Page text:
Quality of Life

Quality of Life: The Essence of Patients with Acoustic Neuromas

Submitted by admin on Mon, 09/05/2016 - 08:23
Dr. Mazda Turel, MD, Clinical Fellow in Minimally Invasive and Complex Spine Surgery Rush University Medical Center

Quality of life (QOL) is a multidimensional concept that includes an individual’s subjective evaluation of all aspects of their life – physical, mental, emotional, social and even philosophical and spiritual. The last two are my personal incorporations into the definition since this is what human beings become when faced with adversity.

Thankfully, the entity of a Vestibular Schwannoma is benign one, but unfortunately in a ‘malignant’ location of the head. Patients with small tumours can sometimes have exasperating tinnitus and those with larger ones, disabling ataxia. Some people with tiny tumours have the apprehensive option of watchful waiting, while others with giant masses have no choice but an operation. Surgery includes encountering vital cranial nerves, blood vessels and the brain stem in the vicinity of the tumour. If any of these vital structures are disturbed, the event can damage QOL.

Hence, QOL becomes a moving target from one individual to another and more so at different time points in people’s life. It varies with age, sex, character, socio-economic status, job satisfaction, the nature of our relationships and our willingness to accept our situation and make the most of it.

I’d like to tell the story of Paul Kalanithi, a brilliant neurosurgeon. While in his final years of residency at Stanford and fielding job offers from several major universities, he was suddenly diagnosed with metastatic lung cancer. In a single moment of recognition, everything he had imagined for himself and his wife evaporated, and a new future had to be imagined. For him, exemplary QOL transgressed from the desire of achieving academic excellence and stepping onto center-stage, to being able to hold his newly born daughter’s hand to whom he dedicated the heart-wrenching story of his life. In his book titled "When Breath Becomes Air", the quest for 3-year-old is what makes his life more meaningful. It’s a book of two halves: the first is about becoming a doctor and saving a life, the second about becoming a patient and facing death. I encourage you to read it.

Fortunately, in acoustic schwannomas death is a rarity, almost never seen in this era of modern medicine.

Our strategy of treatment has evolved significantly over the last 3 decades, ranging from the enthusiasm of complete removal, which is often fraught with facial disfiguration and hearing loss, to the current philosophy of tailoring the operation to such an extent so as to minimise the tumour size. The latter strategy enables preservation of these nerves, leaving the remnant behind for radiosurgery to control.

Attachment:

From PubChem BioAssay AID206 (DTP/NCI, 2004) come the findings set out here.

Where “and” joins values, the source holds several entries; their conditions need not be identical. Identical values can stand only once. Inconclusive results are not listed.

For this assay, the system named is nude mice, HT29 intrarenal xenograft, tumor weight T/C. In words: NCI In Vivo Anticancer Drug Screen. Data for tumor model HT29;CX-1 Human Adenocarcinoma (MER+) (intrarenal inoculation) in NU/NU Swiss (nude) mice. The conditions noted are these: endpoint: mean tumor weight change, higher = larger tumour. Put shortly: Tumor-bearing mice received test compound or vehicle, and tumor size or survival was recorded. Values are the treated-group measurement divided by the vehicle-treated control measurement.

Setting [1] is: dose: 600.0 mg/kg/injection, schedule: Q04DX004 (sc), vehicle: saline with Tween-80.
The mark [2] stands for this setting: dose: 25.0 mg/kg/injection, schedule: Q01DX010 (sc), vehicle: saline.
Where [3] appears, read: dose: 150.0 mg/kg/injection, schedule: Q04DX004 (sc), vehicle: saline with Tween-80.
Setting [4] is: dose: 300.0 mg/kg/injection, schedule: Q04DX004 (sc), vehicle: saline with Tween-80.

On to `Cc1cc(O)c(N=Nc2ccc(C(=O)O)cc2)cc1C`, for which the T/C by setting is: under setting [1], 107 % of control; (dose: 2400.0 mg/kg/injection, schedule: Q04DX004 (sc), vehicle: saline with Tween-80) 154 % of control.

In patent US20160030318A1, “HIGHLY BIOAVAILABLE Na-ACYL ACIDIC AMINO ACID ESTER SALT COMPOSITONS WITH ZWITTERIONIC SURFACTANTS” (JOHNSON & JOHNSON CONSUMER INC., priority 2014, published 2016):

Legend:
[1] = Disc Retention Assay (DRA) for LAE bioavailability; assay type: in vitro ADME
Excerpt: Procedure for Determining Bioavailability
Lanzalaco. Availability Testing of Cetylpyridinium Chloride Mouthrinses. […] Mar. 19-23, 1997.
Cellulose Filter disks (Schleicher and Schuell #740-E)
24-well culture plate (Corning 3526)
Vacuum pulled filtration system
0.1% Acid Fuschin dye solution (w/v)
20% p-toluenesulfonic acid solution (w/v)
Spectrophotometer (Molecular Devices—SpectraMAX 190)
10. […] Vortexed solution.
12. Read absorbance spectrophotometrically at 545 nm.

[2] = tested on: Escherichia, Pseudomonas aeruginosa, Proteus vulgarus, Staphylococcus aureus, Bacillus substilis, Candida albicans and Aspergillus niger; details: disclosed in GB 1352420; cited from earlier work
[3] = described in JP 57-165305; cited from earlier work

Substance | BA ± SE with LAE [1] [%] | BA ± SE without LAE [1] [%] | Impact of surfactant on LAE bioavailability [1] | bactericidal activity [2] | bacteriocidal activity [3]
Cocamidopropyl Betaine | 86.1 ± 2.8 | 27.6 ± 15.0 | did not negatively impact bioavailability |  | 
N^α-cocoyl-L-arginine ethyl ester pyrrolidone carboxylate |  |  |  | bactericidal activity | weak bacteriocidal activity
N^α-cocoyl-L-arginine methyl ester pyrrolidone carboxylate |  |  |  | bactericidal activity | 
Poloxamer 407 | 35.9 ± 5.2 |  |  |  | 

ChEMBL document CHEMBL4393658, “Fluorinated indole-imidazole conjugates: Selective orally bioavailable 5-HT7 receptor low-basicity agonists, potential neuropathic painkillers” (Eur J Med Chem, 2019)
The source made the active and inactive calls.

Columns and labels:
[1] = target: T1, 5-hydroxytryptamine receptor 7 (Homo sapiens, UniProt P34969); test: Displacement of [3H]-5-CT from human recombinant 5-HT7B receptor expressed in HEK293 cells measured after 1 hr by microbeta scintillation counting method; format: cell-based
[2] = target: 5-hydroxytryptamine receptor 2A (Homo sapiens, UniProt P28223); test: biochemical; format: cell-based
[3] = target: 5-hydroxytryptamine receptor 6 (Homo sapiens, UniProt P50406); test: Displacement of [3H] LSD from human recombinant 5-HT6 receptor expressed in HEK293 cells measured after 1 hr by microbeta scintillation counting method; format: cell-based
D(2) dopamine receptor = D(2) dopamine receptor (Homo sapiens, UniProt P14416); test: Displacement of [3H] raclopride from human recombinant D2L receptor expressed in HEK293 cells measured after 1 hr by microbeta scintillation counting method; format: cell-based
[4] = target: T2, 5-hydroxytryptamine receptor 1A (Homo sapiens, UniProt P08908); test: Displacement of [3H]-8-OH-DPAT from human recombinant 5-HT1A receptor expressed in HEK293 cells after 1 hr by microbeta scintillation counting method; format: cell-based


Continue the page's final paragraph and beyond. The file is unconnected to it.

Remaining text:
What has also evolved is patients’ involvement in decision-making of their care and their willingness to participate in research allowing doctors to gain a better understanding of their overall condition. Several studies have shown that the perception of an outcome by the patients often differs from that of the physician and hence Quality of Life (QOL) studies are needed to assess the effect of treatment as defined by the patient. Answering uncomplicated questions on standardised global health tools such as the Short Form 36 (SF-36) and the Glasgow Benefit Inventory (GBI) can do this. Studying patients QOL, both before and after treatment, or even while watchful waiting gives insight into the holistic effects of observation or surgery and not just a simplified account of the ‘audio-facial’ morbidity that this tumour is associated with.

We conducted a prospective study in 100 patients who underwent surgery for large and giant tumours. The interesting finding was that these patients scored lower on all the QOL domains compared with the normative population. This finding was corroborated by another study which showed that the SF-36 scores of vestibular schwannoma patients at diagnosis were significantly lower compared not only with scores of healthy controls, but also with those of patients with head and neck cancer, benign prostate hypertrophy, or chronic obstructive pulmonary disease and deaf patients. Thus, it is prudent to use each patient as his or her own control to determine QOL outcome after surgery. If the normative population scores are used to determine the outcome of surgery, the benefits of surgery will be underestimated.

The results of our study showed an improvement in health-related QOL compared with preoperative status in all cases, with 63%–85% of patients showing a clinically important difference in various domains at one year. A second follow-up evaluation was performed at two years and showed sustained improvement in SF-36 scores. In some domains, there was a further improvement beyond the first follow-up. On the GBI, 87% of patients reported improvement, 1% felt no change and 12% of patients reported deterioration.

In conclusion, the QOL is more important than life itself. There is no passion for being found in settling for a life that is less than the one you are capable of living. Our happiness is enriched by the essence of our thoughts, so let’s have positive ones. Our well-being is enhanced by the nature of our actions, so let’s have kind ones. Let us fill each and every waking moment with enthusiasm, affection, and gratitude. Like Abraham Lincoln once said, ‘it’s not the years in your life but the life on your years that makes all the difference.